Securitization in the 1920's
This paper quantifies the scale and scope of the commercial real estate mortgage bond market in the period surrounding the 1920s in an attempt to better understand the role of retail mortgage debt in early urban development. In particular, this paper quantifies the size of the market, identifies risk factors affecting the coupon yield spread over Treasuries and utilizes a unique data set to construct a commercial mortgage price index over the period 1926-1935. A substantial retail appetite for real estate securities during this period may have significantly contributed to a real construction boom, but overly optimistic speculation in these securities may have led to overbuilding. The rapid deterioration of these securities and a near complete drop in issuance show, ex post, that investors were overconfident in building fundamentals during the boom years. The breakdown in the value of real estate securities as collateral assets preceded the crash of 1929 and may have contributed to the fall of asset prices more generally.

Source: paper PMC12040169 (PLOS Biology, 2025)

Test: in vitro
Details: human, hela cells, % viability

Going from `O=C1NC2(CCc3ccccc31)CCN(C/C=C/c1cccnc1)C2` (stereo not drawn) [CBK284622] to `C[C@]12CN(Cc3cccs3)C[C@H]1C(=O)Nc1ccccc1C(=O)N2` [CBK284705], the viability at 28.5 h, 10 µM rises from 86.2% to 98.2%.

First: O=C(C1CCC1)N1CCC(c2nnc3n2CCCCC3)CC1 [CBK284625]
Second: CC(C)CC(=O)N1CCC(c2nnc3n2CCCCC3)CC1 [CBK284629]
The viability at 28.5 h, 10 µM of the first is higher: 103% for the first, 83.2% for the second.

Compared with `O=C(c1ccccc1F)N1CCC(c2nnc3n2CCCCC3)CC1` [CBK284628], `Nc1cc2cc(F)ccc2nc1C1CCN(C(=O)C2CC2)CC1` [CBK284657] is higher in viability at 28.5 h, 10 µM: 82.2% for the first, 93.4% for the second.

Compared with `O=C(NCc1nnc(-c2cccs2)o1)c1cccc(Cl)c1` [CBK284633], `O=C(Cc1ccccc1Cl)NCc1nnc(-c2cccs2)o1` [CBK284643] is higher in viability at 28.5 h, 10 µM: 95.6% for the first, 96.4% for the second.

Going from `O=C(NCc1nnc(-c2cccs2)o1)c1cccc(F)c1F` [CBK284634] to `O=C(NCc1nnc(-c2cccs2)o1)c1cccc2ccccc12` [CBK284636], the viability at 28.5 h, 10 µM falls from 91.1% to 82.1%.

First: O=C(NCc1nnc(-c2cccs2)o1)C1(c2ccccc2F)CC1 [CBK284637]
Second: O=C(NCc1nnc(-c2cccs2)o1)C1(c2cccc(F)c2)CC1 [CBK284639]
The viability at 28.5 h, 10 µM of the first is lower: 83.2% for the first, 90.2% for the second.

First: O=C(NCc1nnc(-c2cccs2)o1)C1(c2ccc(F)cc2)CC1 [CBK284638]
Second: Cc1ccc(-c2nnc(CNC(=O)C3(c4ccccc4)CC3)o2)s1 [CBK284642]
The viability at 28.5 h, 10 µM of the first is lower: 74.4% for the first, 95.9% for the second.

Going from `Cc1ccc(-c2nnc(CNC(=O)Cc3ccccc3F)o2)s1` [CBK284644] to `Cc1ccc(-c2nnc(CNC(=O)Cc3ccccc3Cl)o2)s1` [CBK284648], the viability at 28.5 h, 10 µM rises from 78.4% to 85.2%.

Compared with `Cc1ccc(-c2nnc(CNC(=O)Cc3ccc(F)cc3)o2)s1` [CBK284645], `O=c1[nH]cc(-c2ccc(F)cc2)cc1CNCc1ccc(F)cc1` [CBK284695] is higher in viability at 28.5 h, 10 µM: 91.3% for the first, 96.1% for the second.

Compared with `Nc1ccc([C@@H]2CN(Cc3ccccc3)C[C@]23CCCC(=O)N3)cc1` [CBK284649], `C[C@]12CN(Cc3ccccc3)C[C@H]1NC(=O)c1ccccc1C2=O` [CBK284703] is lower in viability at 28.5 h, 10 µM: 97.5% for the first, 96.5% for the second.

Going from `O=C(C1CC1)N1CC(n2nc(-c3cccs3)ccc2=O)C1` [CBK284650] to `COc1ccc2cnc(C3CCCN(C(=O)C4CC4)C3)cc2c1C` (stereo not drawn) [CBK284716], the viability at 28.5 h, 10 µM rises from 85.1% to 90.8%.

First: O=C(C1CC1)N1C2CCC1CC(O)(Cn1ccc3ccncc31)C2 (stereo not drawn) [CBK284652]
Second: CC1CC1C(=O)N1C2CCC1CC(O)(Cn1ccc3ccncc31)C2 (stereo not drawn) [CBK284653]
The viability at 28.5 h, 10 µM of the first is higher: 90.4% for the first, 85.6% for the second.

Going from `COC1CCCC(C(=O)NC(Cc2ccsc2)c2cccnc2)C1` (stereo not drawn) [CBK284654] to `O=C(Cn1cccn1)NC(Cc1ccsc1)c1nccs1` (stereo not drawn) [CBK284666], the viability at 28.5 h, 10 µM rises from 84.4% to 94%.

|Date of creation:||Jan 2010|
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- Eugene N. White, 2014.
"Lessons from the Great American Real Estate Boom and Bust of the 1920s,"
NBER Chapters,in: Housing and Mortgage Markets in Historical Perspective, pages 115-158
National Bureau of Economic Research, Inc.
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